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We Break Down The SAT, ACT, And PSAT

Last updated January 16, 2021

Feeling confused about the PSAT, SAT, and ACT? The coronavirus pandemic further complicates things - many schools and colleges across the US are  waiving standardized test scores as an admission requirement for 2021. The SAT, PSAT, and ACT are here to stay for the near (think next 5 years) future, though. And we're here to break down the differences between each test. 

Here's a brief overview with links to more information: 


The PSAT provides practice for the SAT. You can take it in the 10th and 11th grade. If you score well your Junior year, you can also qualify for the National Merit Scholars program. The PSAT is offered each year in October with registration through your school counselor. The test costs $16, but many school districts administer the PSAT for free. If your doesn't offer it for free,  the fee can be waived if you qualify for a fee waiver. Visit your counselor to get signed up. 

There are five sections: two for reading, two for math, and one for writing. You have a total test time of 2 hours and 10 minutes to complete it. You can get a score between 320 and 1520 with the average PSAT score being between 920 and 1050. 

PSAT Resources: 

Study For The PSAT


The SAT is offered seven times a year with registration at The test costs $47.50 without the Essay, $64.50 with the Essay, and fee waivers are available based on income.  You can see if your schools require the essay here

There are three required sections: Writing and Language, Math, Reading, and the optional Essay section. You have a total test time of 3 hours or 3 hours and 50 minutes with the Essay section. You can get a score between 400 and 1600 with the average SAT score being between 1050 and 1060. 

Take the SAT if:

  • You're not a fast reader. The SAT passages are slightly shorter than the ACT passages.
  • You can work through math problems without a calculator (since 1/2 of the SAT math section must be completed without a calculator)
  • You can explain your answers with evidence.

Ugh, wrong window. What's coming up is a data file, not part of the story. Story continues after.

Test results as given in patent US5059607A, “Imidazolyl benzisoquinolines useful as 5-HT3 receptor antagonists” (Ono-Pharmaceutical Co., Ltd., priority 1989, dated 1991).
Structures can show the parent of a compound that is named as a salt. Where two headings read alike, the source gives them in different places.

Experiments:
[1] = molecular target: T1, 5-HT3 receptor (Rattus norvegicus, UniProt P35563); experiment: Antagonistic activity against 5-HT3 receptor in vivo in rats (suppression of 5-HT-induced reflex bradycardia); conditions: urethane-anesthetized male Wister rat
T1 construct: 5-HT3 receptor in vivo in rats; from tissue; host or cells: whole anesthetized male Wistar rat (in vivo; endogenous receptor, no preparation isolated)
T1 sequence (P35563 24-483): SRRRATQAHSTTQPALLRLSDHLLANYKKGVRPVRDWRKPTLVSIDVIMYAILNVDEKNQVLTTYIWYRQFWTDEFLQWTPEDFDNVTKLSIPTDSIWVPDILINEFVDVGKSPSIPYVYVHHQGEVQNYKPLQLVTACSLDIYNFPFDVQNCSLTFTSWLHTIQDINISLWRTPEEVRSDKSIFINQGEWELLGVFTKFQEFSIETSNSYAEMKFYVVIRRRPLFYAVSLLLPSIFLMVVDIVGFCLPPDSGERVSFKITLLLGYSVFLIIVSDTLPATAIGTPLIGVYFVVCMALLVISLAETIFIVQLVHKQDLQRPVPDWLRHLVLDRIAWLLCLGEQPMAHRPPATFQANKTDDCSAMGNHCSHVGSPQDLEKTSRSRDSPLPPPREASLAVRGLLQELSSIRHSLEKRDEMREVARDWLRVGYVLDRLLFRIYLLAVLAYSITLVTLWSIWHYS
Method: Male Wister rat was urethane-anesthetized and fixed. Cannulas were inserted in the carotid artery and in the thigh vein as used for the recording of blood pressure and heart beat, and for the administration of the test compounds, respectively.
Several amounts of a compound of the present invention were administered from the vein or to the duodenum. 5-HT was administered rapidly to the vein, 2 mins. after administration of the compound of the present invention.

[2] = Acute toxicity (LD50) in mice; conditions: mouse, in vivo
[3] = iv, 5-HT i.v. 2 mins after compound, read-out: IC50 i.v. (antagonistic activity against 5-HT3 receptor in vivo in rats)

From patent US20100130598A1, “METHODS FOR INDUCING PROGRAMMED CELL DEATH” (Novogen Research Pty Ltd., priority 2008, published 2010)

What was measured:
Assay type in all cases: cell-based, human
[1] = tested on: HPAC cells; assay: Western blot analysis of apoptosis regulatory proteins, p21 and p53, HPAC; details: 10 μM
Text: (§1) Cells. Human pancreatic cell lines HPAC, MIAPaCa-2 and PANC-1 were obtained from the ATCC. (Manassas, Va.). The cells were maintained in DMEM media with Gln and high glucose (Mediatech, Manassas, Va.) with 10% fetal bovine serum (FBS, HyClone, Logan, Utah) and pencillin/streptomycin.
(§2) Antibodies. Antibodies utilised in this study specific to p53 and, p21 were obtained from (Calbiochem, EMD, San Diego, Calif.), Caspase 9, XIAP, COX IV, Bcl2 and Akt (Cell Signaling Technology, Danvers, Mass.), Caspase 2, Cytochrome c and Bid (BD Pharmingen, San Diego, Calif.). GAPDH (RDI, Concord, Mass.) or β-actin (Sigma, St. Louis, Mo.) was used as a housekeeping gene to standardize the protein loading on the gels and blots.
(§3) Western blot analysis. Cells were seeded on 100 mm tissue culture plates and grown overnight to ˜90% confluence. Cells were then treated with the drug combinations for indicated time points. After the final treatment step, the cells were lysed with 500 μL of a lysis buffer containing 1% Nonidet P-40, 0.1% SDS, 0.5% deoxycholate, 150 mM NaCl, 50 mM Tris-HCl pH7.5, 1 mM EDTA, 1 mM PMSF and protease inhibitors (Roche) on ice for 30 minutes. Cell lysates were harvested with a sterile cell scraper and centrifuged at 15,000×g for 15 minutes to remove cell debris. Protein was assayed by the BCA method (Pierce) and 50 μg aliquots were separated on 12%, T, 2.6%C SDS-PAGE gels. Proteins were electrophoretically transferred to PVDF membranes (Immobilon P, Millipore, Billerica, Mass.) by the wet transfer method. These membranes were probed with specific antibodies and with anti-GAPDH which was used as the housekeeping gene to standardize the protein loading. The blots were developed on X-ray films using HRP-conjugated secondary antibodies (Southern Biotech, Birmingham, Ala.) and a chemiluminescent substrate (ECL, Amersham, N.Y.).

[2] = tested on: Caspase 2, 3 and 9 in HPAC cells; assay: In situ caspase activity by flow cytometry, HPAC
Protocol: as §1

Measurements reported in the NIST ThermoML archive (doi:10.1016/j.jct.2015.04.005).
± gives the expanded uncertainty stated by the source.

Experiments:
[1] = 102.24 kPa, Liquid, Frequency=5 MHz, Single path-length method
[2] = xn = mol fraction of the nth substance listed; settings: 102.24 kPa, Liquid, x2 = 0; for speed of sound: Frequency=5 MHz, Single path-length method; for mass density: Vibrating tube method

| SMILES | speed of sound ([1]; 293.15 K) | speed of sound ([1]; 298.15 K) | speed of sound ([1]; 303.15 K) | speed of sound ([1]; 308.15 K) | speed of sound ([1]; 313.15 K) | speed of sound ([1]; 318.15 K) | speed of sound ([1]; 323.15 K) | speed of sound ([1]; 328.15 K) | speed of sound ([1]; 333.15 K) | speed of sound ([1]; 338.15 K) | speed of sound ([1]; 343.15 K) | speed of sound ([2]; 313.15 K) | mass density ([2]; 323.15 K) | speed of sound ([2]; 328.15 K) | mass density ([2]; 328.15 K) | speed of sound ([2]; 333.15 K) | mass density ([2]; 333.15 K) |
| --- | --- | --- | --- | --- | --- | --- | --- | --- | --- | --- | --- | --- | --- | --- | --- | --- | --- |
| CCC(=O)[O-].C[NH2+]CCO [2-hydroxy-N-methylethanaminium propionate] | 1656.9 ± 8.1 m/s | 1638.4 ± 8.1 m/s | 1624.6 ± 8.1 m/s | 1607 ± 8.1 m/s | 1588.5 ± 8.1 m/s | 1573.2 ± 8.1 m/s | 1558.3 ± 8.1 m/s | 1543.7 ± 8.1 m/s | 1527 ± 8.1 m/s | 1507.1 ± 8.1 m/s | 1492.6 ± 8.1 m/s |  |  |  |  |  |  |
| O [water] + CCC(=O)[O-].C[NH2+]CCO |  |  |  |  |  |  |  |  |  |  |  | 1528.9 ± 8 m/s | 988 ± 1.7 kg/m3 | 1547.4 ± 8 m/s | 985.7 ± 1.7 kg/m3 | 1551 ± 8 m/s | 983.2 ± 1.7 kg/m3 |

SAT Resources: 

How To Register For The SAT

How To Interpret Your SAT Test Score

Schools may offer the  PSAT 8/9. This exam is offered to eighth and ninth graders to help in college and career readiness during the transition to high school.


The ACT is offered five times a year with registration at The test costs $50.50 without the Essay, $67 with the Essay, and fee waivers are available based on income. There are four required sections: English, Math, Reading, Science, and the optional Essay section. You have a total test time of 2 hours and 55 minutes or 3 hours and 40 minutes with the essay. You can get a score between 1 and 36 with the average ACT score being 20.8. 

Take the ACT if:

  • You do well with time management.
  • You are comfortable with geometry and trigonometry.
  • You can analyze and interpret graphs and charts.

ACT Resources:

How To Register For The ACT

What Does The ACT Actually Test?

*Keep in mind, there will be  changes to the ACT in 2020


Check out these general test taking resources to tackle your tests: 

How To Answer Multiple Choice Questions 

Managing Your Time On The SAT or ACT 

Should I Take The SAT or ACT

Studying 101

Get to College


SAT Sign Up Deadlines | Register For The SAT
ACT Scoring Updates

See the whole series

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Managing Your Time on the SAT or ACT

We know three hours might seem like a lot of time for one test, but trust us it can go by really fast. When it comes to the SAT or ACT, every second allowed for the test matters. Check out these tips to help you manage your time

SAT, ACT, and AP Exam COVID-19 Updates

What will happen to the PSAT, SAT, ACT, AP and IB Exams during the Coronavirus (COVID-19)?

Texas Content Downloads for the Knowledge for College Bundle

The following resources are available for free download. Send them to students, print them for your classroom, or incorporate them into a lesson plan or counseling session!

National Content Downloads | Knowledge for College Bundle

Free resources - Ways to Format Your Study Guide, College Essay Checklist, FAFSA Filed, Now What?, SAT vs ACT

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